Gosford Park is a deconstruction of class and social attitudes in early 20th-century England, masquerading as a droll murder mystery in the classic tradition of British detective fiction. The masquerade is paper-thin; director Robert Altman (Short Cuts) isn’t really interested in the murder, nor are his enormous cast of characters. “Well he wasn’t exactly Father Christmas” is one typically dismissive comment about the dead man.
Much more shocking than the murder, in fact, is a single remark in a dining room, where the guests sit around the table talking. What makes this remark so shocking is that it comes from one of the servants standing nearby, who unexpectedly blurts out her own thoughts before checking herself, then trails off in mid-sentence, realizing her mistake. There is appalled silence, both from the guests, who’ve just been affronted by a servant addressing them like an equal, and also from the other servants in the room, who realize they’ve just witnessed one of their own lose her job.
It’s this dynamic that Altman is really interested in, not “whodunit.” Or, if Altman does care whodunit, it’s only insofar as the answer illuminates the film’s real themes of snobbery and resentment, exploitation and interdependence, privilege and privation.
Set in 1932, the story unfolds on the gracious country estate of elderly Sir William McCordle (Michael Gambon) and his much younger wife Lady Sylvia (Kristin Scott Thomas), where a throng of guests have been invited for a week-long shooting party. Like the class-conscious 1970s TV series “Upstairs, Downstairs,” Gosford Park follows the parallel lives of the servants “below stairs” and those whom they serve “above stairs.” This means 20 or 30 different characters and their situations to follow, but Altman masterfully keeps them all in motion, like a consummate juggler.
Upstairs guests include the scene-stealing Constance (Maggie Smith), an aging but penniless countess whose relentlessly withering remarks suggest infinite weariness with the grave deficiencies of others; Morris Weissman (Bob Balaban, who co-wrote the screenplay with Altman), a Hollywood producer theoretically doing field research for his next Charlie Chan movie who in fact spends nearly all his time either on the phone or waiting for a phone call; and real-life ’30’s Hollywood idol Ivor Novello (Jeremy Northam), who cheerfully adds atmosphere by banging out tune after tune on the piano, whether Constance wants him to or not.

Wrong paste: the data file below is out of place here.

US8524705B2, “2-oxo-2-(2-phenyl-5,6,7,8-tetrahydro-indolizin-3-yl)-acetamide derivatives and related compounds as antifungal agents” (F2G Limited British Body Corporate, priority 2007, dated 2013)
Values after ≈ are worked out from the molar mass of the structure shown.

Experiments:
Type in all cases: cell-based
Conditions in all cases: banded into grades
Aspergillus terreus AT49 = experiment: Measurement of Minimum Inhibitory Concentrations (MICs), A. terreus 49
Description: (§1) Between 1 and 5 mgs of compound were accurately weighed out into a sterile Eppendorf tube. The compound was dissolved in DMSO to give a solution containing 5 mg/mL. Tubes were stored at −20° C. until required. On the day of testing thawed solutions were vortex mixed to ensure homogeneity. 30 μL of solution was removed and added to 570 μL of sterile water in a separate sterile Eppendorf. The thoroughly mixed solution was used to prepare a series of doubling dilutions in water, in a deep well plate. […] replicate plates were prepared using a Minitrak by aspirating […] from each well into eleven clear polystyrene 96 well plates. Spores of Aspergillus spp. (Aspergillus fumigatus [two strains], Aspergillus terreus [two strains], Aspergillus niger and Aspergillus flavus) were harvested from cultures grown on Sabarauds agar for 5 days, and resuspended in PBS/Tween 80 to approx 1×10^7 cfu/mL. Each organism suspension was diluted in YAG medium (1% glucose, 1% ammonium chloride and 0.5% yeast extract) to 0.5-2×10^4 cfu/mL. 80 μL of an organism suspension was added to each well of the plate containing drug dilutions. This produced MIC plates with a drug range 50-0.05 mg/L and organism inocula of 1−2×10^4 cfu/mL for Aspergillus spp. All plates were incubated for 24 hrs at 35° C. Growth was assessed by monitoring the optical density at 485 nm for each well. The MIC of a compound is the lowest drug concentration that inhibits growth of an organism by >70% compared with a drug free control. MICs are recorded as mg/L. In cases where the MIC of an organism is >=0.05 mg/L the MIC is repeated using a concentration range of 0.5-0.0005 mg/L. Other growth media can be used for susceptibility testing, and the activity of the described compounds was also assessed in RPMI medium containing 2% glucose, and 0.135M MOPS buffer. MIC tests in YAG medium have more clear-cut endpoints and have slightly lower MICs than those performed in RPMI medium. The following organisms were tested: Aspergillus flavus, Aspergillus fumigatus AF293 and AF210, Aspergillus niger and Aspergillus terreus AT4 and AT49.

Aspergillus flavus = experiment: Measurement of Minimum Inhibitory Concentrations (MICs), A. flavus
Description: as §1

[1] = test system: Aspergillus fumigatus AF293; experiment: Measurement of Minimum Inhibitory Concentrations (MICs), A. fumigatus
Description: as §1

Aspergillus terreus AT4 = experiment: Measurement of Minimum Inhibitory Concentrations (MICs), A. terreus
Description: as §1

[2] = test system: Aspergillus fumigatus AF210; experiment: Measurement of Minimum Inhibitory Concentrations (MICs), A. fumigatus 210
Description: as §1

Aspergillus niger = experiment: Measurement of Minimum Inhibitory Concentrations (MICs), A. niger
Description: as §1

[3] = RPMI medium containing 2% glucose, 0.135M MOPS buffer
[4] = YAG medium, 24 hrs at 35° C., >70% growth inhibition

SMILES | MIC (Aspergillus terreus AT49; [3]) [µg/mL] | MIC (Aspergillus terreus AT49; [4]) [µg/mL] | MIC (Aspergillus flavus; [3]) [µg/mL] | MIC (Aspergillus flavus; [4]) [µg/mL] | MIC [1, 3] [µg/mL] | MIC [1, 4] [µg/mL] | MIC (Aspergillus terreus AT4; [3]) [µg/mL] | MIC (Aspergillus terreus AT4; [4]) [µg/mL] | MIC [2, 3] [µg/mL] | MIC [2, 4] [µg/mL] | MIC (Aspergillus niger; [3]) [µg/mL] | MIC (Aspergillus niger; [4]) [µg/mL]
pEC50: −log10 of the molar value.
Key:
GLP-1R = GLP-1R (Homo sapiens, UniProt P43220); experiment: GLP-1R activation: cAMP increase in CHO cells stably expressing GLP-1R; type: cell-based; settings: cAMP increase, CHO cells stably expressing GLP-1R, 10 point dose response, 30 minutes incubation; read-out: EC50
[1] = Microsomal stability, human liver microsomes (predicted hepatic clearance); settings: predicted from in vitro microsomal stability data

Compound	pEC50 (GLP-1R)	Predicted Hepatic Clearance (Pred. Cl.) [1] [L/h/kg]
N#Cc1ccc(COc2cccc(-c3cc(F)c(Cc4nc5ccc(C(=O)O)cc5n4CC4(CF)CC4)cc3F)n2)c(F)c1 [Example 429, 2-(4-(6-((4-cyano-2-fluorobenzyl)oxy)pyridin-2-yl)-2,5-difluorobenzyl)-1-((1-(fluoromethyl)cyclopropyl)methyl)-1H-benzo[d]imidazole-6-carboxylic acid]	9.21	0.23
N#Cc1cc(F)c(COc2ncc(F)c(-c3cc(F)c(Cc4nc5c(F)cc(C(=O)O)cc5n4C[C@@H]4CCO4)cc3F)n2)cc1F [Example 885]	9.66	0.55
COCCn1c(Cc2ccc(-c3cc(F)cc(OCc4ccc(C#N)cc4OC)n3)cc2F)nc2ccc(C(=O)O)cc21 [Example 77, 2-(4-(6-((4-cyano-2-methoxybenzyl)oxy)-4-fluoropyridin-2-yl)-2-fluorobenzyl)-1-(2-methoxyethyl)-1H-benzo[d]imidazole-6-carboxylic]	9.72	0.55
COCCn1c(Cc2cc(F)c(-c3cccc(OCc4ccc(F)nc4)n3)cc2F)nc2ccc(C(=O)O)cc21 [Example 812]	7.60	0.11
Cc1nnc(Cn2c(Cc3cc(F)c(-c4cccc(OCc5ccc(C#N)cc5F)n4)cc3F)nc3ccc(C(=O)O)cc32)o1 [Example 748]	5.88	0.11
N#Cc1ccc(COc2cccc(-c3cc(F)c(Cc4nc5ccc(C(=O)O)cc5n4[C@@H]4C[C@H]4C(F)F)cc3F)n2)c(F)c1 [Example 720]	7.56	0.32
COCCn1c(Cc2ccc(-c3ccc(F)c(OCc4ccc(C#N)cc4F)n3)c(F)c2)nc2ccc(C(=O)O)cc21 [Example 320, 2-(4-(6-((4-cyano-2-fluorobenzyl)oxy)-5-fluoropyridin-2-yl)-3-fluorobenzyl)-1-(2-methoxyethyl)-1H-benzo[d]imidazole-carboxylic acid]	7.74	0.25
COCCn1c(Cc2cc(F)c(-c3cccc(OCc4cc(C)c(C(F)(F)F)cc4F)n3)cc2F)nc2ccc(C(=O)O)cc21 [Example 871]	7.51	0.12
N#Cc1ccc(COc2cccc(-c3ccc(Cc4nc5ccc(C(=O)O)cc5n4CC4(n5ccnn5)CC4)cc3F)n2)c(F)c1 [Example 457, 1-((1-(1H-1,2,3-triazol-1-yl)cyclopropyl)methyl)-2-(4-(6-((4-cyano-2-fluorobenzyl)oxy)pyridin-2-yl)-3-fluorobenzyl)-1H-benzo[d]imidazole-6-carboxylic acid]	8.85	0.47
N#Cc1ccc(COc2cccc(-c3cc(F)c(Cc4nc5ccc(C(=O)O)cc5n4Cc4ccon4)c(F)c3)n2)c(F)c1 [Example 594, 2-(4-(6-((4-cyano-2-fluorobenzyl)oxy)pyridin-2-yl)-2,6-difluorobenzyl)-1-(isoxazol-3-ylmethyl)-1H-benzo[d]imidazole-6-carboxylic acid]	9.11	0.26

Downstairs, there’s the butler Jennings (Alan Bates), who like Altman himself keeps everything moving in impeccable order; head housekeeper Mrs. Wilson (Helen Mirren), briskly and almost frighteningly competent; and Elsie (Emily Watson), the heavy-set head housemaid whose chin juts defiantly as she asks “Why do we spend our lives living through them?” but herself relishes the furtive affair she carries on in the pantry with one of the above-stairs set.
Nearly all the guests come with maids and valets, who are below stairs known not by their own names but by the names of their masters, emphasizing their lack of personal identity. One of these (Ryan Phillippe), valet to the Charlie Chan producer, has a silky Scottish burr and doesn’t seem to know his place. The other servants don’t like him, and they like him even less when they learn more about him; but he soon catches the eye of the hostess, Lady Sylvia, who asks him to fetch her some warm milk to help her sleep. “I’ll probably still be awake at 1 am,” she tells him suggestively, and he takes the hint, showing up at her bedroom door at promptly 1 am.
There’s something of the air of an exposé about Gosford Park. As in The Player and Ready to Wear, Altman mercilessly satirizes a whole culture and way of life, along the way finding not a single nice thing to say about anyone or anything involved. Unlike those earlier films, Altman is here sending up a way of life that no longer exists, that is indeed on the brink of nonexistence when his story takes place. For Altman, the demise of English country living mirrors the demise of the murder victim: Who cares?
“Who cares?” is about how I started to think I might be feeling about the whole business when the detective arrived on the scene. Stephen Fry’s Inspector Thompson may strike some as hilariously funny, but I found him a jarringly broad and ridiculous caricature out of place in a production until then characterized by restraint and subtlety. It’s in the figure of Inspector Thompson that Altman most clearly distances himself from the goals and interests of the traditional British murder mystery; this is no Holmes or Whimsey, no Poirot or Fr. Brown. He’s more like Clouseau; and for me at least, it didn’t work.
Even if you’re paying attention and figure out what’s going on long before the dénouement, Gosford Park is so complex and in many ways ambiguous you’re not likely to be satisfied by a single viewing. Whether you’ll be motivated to go back for a second is an open question. I’d maybe like to see it again, I guess, and try to get a better handle on how I feel about it.
Unfortunately, Gosford Park comes to theaters amid such a heavy press of films that I know I won’t find time to see it again until it comes out on DVD/VHS. Having only seen it once, I find myself wondering: Was it biting social satire, or was it only smug and misanthropic?
Copyright © 2000– Steven D. Greydanus. All rights reserved.